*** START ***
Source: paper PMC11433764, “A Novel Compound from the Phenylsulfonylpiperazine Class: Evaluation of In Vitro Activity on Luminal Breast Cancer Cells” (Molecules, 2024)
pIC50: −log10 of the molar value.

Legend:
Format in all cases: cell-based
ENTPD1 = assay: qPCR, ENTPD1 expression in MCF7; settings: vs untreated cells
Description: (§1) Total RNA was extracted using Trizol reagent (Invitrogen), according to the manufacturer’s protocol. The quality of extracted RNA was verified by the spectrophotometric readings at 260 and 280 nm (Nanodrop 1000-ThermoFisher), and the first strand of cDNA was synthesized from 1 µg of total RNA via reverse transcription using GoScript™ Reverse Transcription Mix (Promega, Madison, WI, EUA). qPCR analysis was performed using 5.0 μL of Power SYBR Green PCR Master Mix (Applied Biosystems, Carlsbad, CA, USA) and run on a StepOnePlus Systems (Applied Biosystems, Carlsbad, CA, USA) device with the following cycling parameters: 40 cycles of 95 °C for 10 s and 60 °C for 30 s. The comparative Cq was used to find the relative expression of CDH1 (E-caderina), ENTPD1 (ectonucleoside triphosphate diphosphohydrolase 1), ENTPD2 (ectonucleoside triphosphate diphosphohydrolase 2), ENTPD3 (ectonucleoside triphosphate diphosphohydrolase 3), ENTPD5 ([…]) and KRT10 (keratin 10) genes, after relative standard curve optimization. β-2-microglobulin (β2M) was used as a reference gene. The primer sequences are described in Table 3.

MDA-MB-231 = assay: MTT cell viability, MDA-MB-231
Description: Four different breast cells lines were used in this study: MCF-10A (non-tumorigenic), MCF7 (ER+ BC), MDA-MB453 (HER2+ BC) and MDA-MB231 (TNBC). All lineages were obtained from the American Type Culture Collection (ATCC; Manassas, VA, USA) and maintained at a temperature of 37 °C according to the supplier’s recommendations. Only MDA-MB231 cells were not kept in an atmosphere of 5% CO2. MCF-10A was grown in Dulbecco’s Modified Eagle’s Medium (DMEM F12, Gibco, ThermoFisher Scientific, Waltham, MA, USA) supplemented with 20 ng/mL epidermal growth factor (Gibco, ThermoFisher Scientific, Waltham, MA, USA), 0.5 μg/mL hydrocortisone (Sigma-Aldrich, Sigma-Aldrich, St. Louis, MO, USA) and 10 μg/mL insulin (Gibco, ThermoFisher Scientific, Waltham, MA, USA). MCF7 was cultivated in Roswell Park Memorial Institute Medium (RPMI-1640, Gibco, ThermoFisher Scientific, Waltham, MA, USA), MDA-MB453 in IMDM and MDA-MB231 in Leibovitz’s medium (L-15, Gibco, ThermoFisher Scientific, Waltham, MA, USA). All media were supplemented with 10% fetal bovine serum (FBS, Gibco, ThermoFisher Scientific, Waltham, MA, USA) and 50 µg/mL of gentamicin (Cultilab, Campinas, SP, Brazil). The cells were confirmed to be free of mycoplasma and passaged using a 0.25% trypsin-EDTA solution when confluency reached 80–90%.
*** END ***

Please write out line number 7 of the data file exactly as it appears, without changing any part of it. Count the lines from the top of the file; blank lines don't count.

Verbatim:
MDA-MB-231 = assay: MTT cell viability, MDA-MB-231